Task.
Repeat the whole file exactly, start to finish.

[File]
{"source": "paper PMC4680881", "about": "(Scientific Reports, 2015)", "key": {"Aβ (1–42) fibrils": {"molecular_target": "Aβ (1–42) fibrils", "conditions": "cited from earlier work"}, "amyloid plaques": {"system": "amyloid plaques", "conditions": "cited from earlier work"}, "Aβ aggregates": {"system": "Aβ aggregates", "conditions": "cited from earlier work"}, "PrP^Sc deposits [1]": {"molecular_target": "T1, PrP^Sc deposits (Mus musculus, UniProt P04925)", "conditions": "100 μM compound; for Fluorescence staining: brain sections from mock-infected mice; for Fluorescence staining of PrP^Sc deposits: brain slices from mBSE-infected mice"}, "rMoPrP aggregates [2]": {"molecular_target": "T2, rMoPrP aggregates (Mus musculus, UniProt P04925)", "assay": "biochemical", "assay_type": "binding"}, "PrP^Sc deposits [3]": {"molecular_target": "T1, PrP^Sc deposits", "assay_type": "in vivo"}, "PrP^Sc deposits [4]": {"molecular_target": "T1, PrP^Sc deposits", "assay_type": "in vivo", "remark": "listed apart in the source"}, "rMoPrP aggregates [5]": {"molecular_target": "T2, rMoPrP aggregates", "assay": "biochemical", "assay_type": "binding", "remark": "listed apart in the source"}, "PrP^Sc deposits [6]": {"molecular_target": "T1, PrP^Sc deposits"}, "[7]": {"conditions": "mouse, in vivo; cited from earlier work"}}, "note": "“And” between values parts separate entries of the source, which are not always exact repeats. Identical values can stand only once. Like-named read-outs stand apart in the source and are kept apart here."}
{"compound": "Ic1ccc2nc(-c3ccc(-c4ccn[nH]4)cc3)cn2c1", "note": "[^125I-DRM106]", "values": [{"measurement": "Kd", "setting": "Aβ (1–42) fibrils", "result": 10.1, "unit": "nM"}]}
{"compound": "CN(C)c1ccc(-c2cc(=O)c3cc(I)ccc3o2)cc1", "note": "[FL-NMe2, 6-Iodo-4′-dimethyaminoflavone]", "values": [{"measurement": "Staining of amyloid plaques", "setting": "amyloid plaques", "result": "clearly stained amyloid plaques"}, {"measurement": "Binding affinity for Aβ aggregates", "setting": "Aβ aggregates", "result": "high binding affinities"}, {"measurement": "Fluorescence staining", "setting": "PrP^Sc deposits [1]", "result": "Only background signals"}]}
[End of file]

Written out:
{"source": "paper PMC4680881", "about": "(Scientific Reports, 2015)", "key": {"Aβ (1–42) fibrils": {"molecular_target": "Aβ (1–42) fibrils", "conditions": "cited from earlier work"}, "amyloid plaques": {"system": "amyloid plaques", "conditions": "cited from earlier work"}, "Aβ aggregates": {"system": "Aβ aggregates", "conditions": "cited from earlier work"}, "PrP^Sc deposits [1]": {"molecular_target": "T1, PrP^Sc deposits (Mus musculus, UniProt P04925)", "conditions": "100 μM compound; for Fluorescence staining: brain sections from mock-infected mice; for Fluorescence staining of PrP^Sc deposits: brain slices from mBSE-infected mice"}, "rMoPrP aggregates [2]": {"molecular_target": "T2, rMoPrP aggregates (Mus musculus, UniProt P04925)", "assay": "biochemical", "assay_type": "binding"}, "PrP^Sc deposits [3]": {"molecular_target": "T1, PrP^Sc deposits", "assay_type": "in vivo"}, "PrP^Sc deposits [4]": {"molecular_target": "T1, PrP^Sc deposits", "assay_type": "in vivo", "remark": "listed apart in the source"}, "rMoPrP aggregates [5]": {"molecular_target": "T2, rMoPrP aggregates", "assay": "biochemical", "assay_type": "binding", "remark": "listed apart in the source"}, "PrP^Sc deposits [6]": {"molecular_target": "T1, PrP^Sc deposits"}, "[7]": {"conditions": "mouse, in vivo; cited from earlier work"}}, "note": "“And” between values parts separate entries of the source, which are not always exact repeats. Identical values can stand only once. Like-named read-outs stand apart in the source and are kept apart here."}
{"compound": "Ic1ccc2nc(-c3ccc(-c4ccn[nH]4)cc3)cn2c1", "note": "[^125I-DRM106]", "values": [{"measurement": "Kd", "setting": "Aβ (1–42) fibrils", "result": 10.1, "unit": "nM"}]}
{"compound": "CN(C)c1ccc(-c2cc(=O)c3cc(I)ccc3o2)cc1", "note": "[FL-NMe2, 6-Iodo-4′-dimethyaminoflavone]", "values": [{"measurement": "Staining of amyloid plaques", "setting": "amyloid plaques", "result": "clearly stained amyloid plaques"}, {"measurement": "Binding affinity for Aβ aggregates", "setting": "Aβ aggregates", "result": "high binding affinities"}, {"measurement": "Fluorescence staining", "setting": "PrP^Sc deposits [1]", "result": "Only background signals"}]}